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Funding for Native American tribes could save fish and wildlife

August 16, 2013

Native American Tribes are eligible to apply for Federal grants to protect endangered species according to the Washington Department of Fish & Wildlife.

The Tribal Wildlife Grant Program gives an opportunity for Tribal governments to develop programs for fish and wildlife and their habitat, including species of Native American cultural or traditional importance and species that are not hunted or fished.

The uses allowed by the program may include, but is not limited to, planning for wildlife and habitat conservation, laboratory and field research, habitat mapping or preservation, and public education. The funds may be used for salaries, equipment, consultant services, subcontracts, acquisitions and travel.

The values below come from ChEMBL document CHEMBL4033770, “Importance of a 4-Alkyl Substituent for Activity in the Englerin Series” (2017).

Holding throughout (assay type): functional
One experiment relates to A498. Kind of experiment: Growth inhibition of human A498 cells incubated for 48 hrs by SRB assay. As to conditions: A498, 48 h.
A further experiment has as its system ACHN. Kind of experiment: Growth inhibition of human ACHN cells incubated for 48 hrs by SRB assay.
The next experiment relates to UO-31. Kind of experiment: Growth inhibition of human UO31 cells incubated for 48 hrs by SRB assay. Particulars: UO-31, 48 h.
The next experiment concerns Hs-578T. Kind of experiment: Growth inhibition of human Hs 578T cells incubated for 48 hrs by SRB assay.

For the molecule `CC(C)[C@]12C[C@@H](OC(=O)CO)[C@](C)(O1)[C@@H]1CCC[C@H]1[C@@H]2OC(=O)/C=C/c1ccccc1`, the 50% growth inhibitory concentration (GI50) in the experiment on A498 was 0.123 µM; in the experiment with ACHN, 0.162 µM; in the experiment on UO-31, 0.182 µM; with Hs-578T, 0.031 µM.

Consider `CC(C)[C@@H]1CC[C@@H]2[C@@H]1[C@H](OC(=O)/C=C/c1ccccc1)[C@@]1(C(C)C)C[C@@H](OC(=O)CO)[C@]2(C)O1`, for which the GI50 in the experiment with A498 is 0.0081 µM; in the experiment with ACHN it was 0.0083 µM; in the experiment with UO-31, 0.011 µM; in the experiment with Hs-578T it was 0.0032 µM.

In 2011, the Quinault Indian Nation received $198,904 through the program to enhance the Quinault Habitat Restoration Program with two new staff members for the Quinault Division of Natural Resources.

Previously funded Tribal Wildlife Grant projects range from comprehensive surveys of plants, fish and wildlife, to habitat and fish restoration. More than $60 million for 350 projects has gone to Native American tribes since 2003.

Recipients are selected through a national process.

The deadline to submit an application is September 3.

USFWS

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